So this Saturday we went to Valparaíso, with a little jaunt over to Viña del Mar toward the end of our stay for coffee and a chance to gaze reflectively out at sea, to listen to the soothing sound of waves crashing against rock (we were thwarted in both endeavors, unfortunately. There was a rather opaque white curtain blocking the view, and Adele was delighting the café patrons over the loudspeakers). Also, by the time we got there, the day, which had started awesomely, weather wise, decided to become a bit more dreary, so sitting outside wasn’t an option. But that was at the end, and I still haven’t told you about the middle or the beginning, which means that once again I am getting ahead of myself. Disculpa, I’ll try to continue in a more chronological order.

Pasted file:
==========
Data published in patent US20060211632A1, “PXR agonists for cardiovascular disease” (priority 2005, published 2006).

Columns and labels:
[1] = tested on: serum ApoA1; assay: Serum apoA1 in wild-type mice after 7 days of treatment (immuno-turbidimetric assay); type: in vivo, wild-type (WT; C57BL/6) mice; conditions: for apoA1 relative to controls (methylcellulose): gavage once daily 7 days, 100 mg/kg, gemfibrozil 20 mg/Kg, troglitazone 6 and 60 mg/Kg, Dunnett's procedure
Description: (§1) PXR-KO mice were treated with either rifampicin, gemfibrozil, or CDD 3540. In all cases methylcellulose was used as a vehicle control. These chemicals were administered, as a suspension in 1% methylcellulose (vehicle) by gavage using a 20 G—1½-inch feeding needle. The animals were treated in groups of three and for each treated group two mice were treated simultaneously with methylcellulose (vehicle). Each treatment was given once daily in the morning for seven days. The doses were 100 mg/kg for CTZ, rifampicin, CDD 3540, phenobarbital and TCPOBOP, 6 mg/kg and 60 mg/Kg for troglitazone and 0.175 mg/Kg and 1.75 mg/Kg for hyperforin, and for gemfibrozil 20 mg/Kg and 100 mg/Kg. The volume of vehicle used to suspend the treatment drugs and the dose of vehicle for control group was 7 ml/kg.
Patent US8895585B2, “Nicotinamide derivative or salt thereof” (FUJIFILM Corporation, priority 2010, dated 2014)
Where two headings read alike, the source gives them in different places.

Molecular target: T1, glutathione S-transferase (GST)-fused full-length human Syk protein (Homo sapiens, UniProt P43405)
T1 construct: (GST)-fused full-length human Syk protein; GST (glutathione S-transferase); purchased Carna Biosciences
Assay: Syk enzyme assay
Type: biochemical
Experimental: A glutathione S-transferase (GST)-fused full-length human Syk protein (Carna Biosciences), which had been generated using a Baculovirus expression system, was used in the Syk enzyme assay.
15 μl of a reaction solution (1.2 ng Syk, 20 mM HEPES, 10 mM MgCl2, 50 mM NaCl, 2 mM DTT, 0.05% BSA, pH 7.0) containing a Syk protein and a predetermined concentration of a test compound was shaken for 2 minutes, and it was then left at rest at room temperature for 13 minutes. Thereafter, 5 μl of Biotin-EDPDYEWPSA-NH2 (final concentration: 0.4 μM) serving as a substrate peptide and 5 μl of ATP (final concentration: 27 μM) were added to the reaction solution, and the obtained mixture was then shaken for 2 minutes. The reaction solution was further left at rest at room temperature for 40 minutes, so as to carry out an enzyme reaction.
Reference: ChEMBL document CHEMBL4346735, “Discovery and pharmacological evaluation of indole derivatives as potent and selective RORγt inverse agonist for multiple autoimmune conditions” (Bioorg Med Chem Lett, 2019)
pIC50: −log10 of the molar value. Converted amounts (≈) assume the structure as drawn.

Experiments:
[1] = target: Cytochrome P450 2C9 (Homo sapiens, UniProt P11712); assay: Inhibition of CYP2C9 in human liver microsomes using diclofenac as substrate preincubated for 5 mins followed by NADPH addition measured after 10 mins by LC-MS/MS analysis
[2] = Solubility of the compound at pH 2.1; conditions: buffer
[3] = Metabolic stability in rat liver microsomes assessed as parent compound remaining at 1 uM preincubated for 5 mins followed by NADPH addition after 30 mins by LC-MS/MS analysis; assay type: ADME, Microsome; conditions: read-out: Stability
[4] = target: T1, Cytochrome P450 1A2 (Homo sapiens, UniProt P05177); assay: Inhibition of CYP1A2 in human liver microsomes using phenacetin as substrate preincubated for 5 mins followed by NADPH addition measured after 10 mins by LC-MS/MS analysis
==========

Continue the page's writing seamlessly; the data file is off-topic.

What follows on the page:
The two cities are actually only 9 kilometers apart and have grown closer and closer over the years, ever since Viña came into being, in the 70s, as the place to which all porteños (as people from Valpo are called, because it is a port, you see) that had a bit (or a lot) of money began to flee. They were joined by more affluent santiguinos wanting to escape the press and bustle of the city and capture a little of the sea air. Because of this, Viña was at its found, and still is, a much richer city than Valpo. Although the city is the seat of the Chilean Congress and acts as Chile’s most important port, Valpo, and its 300,00 inhabitants distributed over 42 (or more, depending on whom you ask) hills, is rather poor. It’s more well-to-do citizens live in Viña, only coming to Valparaíso to work. Our tour guide even told us that the city literally does not have a wealthy class, or wealthy part of town. Valpo is filled almost entirely with people belonging to the middle and low-middle class, for whom it is unfortunately very difficult to escape. They are only able to find some relief via the tourism industry. Regrettably, our tour guide also told us that tourism is mainly handled by foreign or Santiago based companies, so the porteños see remarkably little of the money. What they do see usually comes via small hotel, hostel or bed and breakfast type enterprises, of which we saw many on our walk through the city.